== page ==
(II) Process domainStudents learn how to collect, organize, and analyze data, develop strategies for building rational arguments and thoughts, state problems and generate valid conclusions, participate in team-work, and interpret meaning from the project.
In what form did creativity show itself in each group? Did each member of the group contribute? How did members of a given group of students compile data and information? Since this is not only a team effort of information collection but also a grade dependent project, creativity should be considered. For example, if muscles are being studied, consideration of the “extra” effort of going to a gym by the team or conducting video interviews of athletes should be taken into account. Was there cooperation in putting the information together? How efficient was each group in presenting and communicating the collected data and information? Were their delivery of statements and arguments smooth and coherent?

(III) Creative domainStudents apply imagination and creative thinking to the project, cultivate abilities to recognize, evaluate, use data and information provided by the other parts of the role play, and learn to modify a given design as needed.This is often illustrated during the “Process Domain” stage as well. In what new ways did students use objects and ideas generated during the enactment of the learning activity to increase their understanding? The “judge” evaluates the importance of one re-design over another based on the creativity of the group members and the communication skills of the presenters. The vestigial vermiform appendix, because of a poem written and then read with such emotional force about its uses, was voted most important organ of digestion over all the other organs of digestion. How imaginative were students in identifying relevant problems, solutions, and conceptualizing new ideas? New twists are always tied with creativity. Challenging the students to deliver their information in another format (convincing presentation, poem, song,) may help them increase their communication skills as well as “bend” their knowledge of the subject matter and thus retain more of this self-gathered information.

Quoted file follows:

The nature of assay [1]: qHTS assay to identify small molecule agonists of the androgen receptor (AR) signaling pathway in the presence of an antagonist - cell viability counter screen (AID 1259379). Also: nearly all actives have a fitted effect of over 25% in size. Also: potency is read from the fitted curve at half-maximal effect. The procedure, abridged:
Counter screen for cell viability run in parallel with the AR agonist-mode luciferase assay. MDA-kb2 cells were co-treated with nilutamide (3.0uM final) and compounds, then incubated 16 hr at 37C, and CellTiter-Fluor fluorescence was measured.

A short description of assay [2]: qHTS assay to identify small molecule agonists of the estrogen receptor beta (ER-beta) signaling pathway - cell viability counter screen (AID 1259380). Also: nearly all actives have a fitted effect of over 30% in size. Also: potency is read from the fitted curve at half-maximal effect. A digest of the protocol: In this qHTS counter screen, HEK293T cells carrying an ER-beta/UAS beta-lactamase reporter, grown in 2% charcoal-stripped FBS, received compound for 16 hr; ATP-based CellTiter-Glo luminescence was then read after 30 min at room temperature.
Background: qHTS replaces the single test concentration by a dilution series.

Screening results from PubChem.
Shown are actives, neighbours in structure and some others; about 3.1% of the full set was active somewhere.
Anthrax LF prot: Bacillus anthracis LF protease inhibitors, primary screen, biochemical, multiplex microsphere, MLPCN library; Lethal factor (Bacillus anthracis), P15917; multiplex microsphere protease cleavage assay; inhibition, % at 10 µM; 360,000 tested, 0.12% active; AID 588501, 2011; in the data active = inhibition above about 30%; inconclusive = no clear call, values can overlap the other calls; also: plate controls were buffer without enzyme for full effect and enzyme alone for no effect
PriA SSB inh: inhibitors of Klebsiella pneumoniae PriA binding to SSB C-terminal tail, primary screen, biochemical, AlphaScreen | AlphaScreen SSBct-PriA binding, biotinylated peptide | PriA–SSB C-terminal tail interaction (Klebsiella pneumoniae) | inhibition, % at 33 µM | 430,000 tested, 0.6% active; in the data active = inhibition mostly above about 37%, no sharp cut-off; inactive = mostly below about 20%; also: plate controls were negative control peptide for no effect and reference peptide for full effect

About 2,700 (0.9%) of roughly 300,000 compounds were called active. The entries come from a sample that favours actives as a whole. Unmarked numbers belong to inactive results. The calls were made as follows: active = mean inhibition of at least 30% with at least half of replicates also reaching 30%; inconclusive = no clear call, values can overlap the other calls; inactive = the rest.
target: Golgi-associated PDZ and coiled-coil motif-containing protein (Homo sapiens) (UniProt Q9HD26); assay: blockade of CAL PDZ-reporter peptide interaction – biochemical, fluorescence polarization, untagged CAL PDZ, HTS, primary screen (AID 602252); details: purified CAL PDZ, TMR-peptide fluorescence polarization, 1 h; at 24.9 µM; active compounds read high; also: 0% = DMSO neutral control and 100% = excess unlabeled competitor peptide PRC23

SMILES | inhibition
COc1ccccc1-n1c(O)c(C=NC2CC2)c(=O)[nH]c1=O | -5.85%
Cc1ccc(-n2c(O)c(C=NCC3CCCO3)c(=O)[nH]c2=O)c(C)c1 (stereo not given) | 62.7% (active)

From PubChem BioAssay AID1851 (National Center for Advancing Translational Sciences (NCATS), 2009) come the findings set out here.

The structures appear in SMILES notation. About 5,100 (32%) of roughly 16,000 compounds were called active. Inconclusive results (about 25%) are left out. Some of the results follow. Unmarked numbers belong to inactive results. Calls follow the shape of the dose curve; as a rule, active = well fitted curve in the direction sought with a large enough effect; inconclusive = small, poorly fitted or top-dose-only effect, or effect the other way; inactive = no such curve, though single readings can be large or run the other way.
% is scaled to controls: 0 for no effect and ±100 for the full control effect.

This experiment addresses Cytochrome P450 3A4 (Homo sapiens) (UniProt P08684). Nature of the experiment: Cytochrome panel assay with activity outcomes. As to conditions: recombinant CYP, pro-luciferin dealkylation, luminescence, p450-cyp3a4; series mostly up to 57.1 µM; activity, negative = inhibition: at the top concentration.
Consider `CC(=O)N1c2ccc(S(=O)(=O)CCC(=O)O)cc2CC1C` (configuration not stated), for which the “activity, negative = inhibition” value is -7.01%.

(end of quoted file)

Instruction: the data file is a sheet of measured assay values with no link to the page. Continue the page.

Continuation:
(IV) Attitudinal domainStudents learn to listen closely and comprehend the other members of teams, group discussions, or parts of the role playing. They also learn cooperation in a group performance and self-evaluation.This is a least a two-fold section: group to audience attitudes and also among members of the group itself (group dynamics). Were the group members able to effectively communicate their feelings of why their organ is important to the rest of the class and judges? How persuasives were group members in articulating their positions in order to change the attitudes of the others? Could they effectively defend the importance of one design over another? How smoothly did each group function? Did students' sensitivity and respect for others develop during the process? How might the choice of the part to re-design or approach of presentation style reflect this sensitivity? Did members of the group demonstrate skills and abilities to resolve conflicts with others constructively? How might each group have functioned more effectively?

(V) Application and connection domainStudents learn to generate alternative approaches, problem-solving strategies, and solutions.Did students come up with practical solutions/explanations? How well did the students integrate knowledge from different disciplines in their redesigns and applications? Was a consensus negotiated? Using the different aspects of science to explain a redesign shows a higher level of understanding of the subject. Physics and chemistry are the obvious companions to the anatomy and physiology. Math references may also be infused into the re-design’s descriptions (use of pH scale within the stomach or blood). Ecology can be incorporated (define pollution as an excess of a chemical and then talk about how the stomach reacts with an excess of caffeine from 5 cups of coffee!).